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Rotor ablation for atrial fibrillation strikes out in first randomized trial

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Down, but not out

My gut sense is that there’s something to rotor mapping, but we are not there yet. There are a lot of investment dollars and a lot of bright people working on this. It really is the Holy Grail to find the source of AF.

Dr. John Day is the director of Intermountain Heart Rhythm Specialists in Murray, Utah, and the current president of the Hearth Rhythm Society. He had no disclosures.




SAN FRANCISCO – Focal impulse and rotor modulation-guided ablation for persistent atrial fibrillation – either alone or in conjunction with other procedures – increased procedural times without improving outcomes, according to the first randomized trial to assess its utility.

In fact, enrollment in the rotor ablation-only (RA) arm was halted early for futility. “There was 100% recurrence” of atrial fibrillation (AF), said senior investigator Dr. Andrea Natale, executive medical director of the Texas Cardiac Arrhythmia Institute, Austin.

“I’m surprised it took this long for a randomized study, because this system has been around for 5 or 6 years,” noted Dr. Natale. “Our community should demand these sorts of studies earlier, because it’s not fair for patients to go on with a procedure for years that has not been proven to be effective.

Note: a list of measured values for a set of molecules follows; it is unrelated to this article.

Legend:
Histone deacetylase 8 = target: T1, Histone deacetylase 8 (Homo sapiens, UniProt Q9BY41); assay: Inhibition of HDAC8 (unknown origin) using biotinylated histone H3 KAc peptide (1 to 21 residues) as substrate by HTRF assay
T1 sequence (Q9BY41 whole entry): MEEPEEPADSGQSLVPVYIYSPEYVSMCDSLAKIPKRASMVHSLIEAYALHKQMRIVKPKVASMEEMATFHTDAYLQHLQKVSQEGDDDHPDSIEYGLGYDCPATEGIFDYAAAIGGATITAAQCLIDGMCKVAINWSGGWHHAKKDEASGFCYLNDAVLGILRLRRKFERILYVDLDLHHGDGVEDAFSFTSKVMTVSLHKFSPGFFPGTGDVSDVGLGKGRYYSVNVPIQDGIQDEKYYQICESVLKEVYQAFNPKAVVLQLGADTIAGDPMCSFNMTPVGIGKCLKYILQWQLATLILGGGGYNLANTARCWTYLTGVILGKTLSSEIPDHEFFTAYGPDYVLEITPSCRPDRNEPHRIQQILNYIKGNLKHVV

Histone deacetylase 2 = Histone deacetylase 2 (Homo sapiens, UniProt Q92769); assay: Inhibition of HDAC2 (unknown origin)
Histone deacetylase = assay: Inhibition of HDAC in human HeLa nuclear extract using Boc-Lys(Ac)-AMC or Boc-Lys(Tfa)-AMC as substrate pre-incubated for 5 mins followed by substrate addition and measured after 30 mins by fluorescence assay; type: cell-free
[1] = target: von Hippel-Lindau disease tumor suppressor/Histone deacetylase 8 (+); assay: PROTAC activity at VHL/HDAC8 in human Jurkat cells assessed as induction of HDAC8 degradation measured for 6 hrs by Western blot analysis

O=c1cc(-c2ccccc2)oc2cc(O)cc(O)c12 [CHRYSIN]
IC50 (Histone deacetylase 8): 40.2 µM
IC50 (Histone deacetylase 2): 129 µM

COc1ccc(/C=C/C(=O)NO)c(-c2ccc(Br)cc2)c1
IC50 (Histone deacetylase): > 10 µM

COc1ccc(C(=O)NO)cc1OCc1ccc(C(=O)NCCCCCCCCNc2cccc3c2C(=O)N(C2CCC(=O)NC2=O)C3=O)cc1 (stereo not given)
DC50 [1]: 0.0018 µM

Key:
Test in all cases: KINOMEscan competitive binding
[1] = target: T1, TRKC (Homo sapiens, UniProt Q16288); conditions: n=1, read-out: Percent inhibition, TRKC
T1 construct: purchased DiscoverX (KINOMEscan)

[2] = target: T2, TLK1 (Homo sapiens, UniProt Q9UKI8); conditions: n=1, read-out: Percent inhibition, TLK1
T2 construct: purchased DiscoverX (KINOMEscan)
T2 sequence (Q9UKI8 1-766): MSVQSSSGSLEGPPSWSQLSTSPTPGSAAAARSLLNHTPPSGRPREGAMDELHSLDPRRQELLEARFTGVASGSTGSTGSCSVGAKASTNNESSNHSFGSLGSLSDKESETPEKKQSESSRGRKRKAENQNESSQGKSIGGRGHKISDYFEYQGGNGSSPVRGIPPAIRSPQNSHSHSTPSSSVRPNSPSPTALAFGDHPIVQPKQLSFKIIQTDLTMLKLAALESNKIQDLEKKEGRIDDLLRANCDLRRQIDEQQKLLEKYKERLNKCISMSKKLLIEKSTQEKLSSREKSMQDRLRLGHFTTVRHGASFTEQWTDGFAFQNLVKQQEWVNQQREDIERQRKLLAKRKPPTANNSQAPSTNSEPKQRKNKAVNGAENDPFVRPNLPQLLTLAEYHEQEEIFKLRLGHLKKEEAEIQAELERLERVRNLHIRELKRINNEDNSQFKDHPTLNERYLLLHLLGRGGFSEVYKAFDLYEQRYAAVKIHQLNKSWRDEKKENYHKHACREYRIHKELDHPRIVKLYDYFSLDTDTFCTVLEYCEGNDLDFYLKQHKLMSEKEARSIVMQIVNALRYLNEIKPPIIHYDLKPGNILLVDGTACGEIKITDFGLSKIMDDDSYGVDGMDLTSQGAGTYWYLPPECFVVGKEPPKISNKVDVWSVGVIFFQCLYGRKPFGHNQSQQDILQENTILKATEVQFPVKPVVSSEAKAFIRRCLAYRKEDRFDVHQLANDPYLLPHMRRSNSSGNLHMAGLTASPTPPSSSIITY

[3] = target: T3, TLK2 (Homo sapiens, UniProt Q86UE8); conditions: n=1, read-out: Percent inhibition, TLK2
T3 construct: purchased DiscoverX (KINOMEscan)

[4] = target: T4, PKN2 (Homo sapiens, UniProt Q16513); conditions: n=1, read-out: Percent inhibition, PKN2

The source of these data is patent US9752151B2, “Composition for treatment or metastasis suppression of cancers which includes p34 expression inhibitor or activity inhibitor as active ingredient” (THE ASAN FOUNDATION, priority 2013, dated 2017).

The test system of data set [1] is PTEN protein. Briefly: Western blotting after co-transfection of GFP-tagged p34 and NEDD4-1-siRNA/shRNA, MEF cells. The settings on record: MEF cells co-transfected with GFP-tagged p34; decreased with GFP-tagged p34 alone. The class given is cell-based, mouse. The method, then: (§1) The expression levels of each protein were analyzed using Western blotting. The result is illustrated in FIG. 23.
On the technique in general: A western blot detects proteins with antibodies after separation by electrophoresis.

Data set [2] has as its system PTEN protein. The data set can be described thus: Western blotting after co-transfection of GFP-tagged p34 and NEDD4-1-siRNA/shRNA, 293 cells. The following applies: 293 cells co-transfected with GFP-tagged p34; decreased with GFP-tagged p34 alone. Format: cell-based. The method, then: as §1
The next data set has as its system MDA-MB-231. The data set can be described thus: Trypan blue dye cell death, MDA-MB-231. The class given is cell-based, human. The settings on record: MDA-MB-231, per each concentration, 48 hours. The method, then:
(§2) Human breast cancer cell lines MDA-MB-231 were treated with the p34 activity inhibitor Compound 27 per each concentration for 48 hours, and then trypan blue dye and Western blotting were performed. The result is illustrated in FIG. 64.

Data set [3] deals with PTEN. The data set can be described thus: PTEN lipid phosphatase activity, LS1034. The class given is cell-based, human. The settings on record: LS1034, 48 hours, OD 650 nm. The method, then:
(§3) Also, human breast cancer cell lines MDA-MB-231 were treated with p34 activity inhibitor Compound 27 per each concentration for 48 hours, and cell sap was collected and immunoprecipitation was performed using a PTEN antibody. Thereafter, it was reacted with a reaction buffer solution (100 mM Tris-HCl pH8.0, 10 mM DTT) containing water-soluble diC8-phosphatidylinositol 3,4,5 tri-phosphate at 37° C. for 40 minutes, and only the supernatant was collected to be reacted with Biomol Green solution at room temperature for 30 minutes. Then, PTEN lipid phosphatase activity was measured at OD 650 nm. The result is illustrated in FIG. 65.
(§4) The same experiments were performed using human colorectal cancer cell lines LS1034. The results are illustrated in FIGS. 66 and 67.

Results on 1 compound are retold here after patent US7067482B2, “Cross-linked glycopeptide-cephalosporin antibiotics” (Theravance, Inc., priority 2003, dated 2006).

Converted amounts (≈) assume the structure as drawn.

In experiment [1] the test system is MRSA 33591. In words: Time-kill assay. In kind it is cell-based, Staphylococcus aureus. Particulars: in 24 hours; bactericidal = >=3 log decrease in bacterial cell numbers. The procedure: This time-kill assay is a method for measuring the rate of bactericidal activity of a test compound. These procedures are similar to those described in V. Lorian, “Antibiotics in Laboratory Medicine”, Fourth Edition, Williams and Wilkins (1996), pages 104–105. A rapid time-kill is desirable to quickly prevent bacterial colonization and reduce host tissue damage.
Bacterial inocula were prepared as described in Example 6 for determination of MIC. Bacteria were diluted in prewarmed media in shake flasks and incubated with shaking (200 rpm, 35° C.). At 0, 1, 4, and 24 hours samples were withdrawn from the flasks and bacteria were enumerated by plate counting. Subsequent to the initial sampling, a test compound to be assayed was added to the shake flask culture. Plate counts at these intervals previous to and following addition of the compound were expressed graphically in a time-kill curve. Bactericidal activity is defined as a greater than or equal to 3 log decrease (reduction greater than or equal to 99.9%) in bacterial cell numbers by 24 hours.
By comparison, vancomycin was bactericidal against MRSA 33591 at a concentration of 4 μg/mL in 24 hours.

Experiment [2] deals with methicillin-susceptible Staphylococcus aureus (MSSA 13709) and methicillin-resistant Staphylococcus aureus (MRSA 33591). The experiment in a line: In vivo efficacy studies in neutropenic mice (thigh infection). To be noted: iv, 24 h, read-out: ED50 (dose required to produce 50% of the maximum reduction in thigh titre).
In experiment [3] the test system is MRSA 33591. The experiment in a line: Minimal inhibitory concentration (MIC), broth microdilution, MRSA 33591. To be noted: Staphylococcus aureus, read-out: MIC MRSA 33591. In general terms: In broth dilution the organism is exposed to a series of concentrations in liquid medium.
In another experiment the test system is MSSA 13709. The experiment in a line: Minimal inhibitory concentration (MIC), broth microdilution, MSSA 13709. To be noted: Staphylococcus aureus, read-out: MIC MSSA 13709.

Dr. Andrea Natale Alex Otto/Frontline Medical News

Dr. Andrea Natale

“For us, unless there is a new version of rotor mapping that I feel is significantly different, this will be the end of rotor ablation in my lab with this system [the Topera Physiologic Rotor Mapping Solution],” Dr. Natale said at the annual scientific sessions of the Heart Rhythm Society.

In the study, his team randomized 29 patients to RA only, 42 to RA plus pulmonary vein antral isolation (PVAI), and 42 to PVAI plus posterior wall and nonpulmonary vein trigger ablation.

At about 1 year, four RA-only patients (14%), 22 RA plus PVAI patients (52%), and 32 patients in the PVAI plus trigger group (76%) were free of AF and atrial tachycardias without antiarrhythmic drugs (P < .0001).

Meanwhile, RA alone and RA plus PVAI cases took about 230 minutes, while the more effective PVAI plus trigger approach took about 130 minutes (P < .001).

There was “a very poor outcome with rotor-only ablation,” Dr. Natale said. “There isn’t a benefit either alone or as an add-on strategy, at least with this mapping software.”

Perhaps “people who think rotors don’t exist are right,” he added. On the other hand, maybe the basket mapping catheter doesn’t touch enough of the left atrium, or the software that makes sense of what the catheter detects needs to be improved, Dr. Natale noted.

All the patients were undergoing their first ablation. They were in their early 60s, on average, and most were men. The mean left atrium diameter was about 47 mm, and mean left ventricle ejection fraction about 55%. There were no statistically significant differences between the study arms, and no significant differences in outcomes between the 70% of patients with persistent AF and the 30% with long-standing persistent AF.

There was no industry funding for the work. Dr. Natale disclosed relationships with Biosense Webster, Boston Scientific, Janssen, Medtronic, and St. Jude Medical.

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